ANDRES: Obviously, Lviv is hundreds of kilometers from the real front lines, where men and women are dying defending their country.

But now Lviv, if I would -- you would walk with me today, Sunday, or even in the place I am now is a place called Fez (ph). It's a restaurant. It's families here enjoying lunch, enjoying dinner, children playing.

If you walk, you go to the churches, the churches are full. The cafes are people on the sidewalks having coffee. But everything is normal, until the sirens began, telling you that an incoming missile may be coming, when you see monuments and churches, that they are protected, when you see, all of a sudden, military walking in the street going somewhere.

Everything is normal until, again, you see with clarity that -- like we saw a few hours ago, that more missiles hit again in Lviv. And this can be happening in any moment.

So, it's kind of heavy. Plus, days after, everybody is trying to use -- enjoy life. But, at the same time, people are trying to have normalcy in their lives.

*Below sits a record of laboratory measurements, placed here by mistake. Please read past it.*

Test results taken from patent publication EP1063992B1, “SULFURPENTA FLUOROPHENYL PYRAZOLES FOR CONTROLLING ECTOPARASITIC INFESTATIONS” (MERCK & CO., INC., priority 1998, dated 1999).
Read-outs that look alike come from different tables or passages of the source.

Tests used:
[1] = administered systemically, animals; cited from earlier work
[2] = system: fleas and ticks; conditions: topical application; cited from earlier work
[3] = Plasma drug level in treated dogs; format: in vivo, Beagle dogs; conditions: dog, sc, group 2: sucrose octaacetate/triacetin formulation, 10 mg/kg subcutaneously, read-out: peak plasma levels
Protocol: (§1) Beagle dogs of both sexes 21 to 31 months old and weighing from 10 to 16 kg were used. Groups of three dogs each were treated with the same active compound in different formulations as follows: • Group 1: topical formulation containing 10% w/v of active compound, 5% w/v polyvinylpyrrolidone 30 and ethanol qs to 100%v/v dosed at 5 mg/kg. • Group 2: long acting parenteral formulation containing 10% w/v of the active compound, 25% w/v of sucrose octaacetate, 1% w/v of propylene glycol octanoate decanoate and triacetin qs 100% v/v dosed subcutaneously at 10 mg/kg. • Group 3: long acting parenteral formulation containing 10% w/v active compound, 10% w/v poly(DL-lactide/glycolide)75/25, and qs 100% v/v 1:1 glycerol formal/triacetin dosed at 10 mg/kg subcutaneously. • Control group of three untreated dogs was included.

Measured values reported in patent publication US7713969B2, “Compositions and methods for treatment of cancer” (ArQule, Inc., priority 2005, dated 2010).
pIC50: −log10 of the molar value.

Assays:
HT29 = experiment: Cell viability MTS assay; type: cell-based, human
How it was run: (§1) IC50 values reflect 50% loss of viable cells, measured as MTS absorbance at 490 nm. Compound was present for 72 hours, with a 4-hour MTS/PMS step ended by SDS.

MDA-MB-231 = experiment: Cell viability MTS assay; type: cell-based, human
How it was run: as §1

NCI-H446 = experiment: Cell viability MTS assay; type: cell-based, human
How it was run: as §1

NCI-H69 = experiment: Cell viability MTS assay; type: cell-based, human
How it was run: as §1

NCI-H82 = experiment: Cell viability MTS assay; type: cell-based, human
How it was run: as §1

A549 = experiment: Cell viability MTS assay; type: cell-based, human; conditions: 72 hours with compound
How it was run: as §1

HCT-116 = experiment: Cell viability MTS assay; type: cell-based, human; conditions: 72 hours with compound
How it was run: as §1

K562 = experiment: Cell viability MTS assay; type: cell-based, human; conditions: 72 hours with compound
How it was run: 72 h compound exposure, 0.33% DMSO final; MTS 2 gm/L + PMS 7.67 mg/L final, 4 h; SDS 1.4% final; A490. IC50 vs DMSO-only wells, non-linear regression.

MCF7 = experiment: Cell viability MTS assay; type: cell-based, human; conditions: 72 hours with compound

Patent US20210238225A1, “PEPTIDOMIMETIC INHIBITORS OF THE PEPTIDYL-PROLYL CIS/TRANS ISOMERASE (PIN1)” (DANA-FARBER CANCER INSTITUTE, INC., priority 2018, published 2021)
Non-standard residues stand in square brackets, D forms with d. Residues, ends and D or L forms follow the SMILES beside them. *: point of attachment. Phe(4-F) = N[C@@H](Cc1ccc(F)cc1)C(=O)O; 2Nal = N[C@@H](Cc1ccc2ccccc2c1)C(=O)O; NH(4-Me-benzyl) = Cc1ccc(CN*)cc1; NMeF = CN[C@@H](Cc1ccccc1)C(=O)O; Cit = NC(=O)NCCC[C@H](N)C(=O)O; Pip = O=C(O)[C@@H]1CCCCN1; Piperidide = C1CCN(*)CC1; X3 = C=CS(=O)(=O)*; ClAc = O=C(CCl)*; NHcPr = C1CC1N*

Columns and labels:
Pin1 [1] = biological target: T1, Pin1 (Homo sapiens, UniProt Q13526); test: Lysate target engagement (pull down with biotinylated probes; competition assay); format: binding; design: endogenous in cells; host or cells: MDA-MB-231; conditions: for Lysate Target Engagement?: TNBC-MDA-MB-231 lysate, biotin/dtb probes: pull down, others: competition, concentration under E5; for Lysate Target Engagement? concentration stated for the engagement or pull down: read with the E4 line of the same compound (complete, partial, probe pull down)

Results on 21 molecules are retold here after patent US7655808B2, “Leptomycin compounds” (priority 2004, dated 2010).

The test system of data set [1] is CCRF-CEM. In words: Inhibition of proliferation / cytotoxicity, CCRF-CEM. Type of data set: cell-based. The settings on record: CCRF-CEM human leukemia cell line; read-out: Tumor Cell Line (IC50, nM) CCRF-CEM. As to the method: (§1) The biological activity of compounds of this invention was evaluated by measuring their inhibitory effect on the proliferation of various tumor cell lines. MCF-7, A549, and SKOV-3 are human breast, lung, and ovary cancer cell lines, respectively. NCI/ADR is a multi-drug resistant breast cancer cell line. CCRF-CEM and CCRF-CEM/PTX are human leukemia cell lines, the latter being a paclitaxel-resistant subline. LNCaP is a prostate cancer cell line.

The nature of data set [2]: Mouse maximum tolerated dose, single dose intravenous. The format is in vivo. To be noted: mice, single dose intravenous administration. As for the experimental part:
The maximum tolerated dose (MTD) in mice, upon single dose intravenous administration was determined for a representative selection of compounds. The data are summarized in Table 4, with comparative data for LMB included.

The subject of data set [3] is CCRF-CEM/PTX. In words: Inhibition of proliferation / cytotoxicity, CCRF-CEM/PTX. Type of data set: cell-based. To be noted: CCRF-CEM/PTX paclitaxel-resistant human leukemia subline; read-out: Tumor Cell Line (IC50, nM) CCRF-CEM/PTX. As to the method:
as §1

BASH: Yes.

ANDRES: Every Ukrainian is doing something.

Like, these men and women that you see behind me, that they are volunteers every day in this location doing 11,000 sandwiches.

On the other side, we have a big kitchen. From here, we are doing tens of thousands of hot meals, that they are going to train stations, to buses, to the shelters, we are feeding more than 80 shelters in Lviv alone, because Lviv is becoming that place that the mothers don't want to leave Ukraine.

Why? Because, very often, they tell you, Dana, they don't want to be far away from their loved ones, because their men or their daughters are fighting in the front lines. They want to be near them.

BASH: Well, it's understandable, as a mother. And anybody who has a family can understand that.

Jose Andres, thank you so much. Thank you to the volunteers behind you and all across Ukraine and at the borders for all of the volunteer work that you're doing. Really, really heartwarming to hear your stories as well.

And up next...

ANDRES: Let's keep praying for Ukraine and all Ukrainians, please.

BASH: Thank you.

And, up next, a special second hour of STATE OF THE UNION. Stay with us.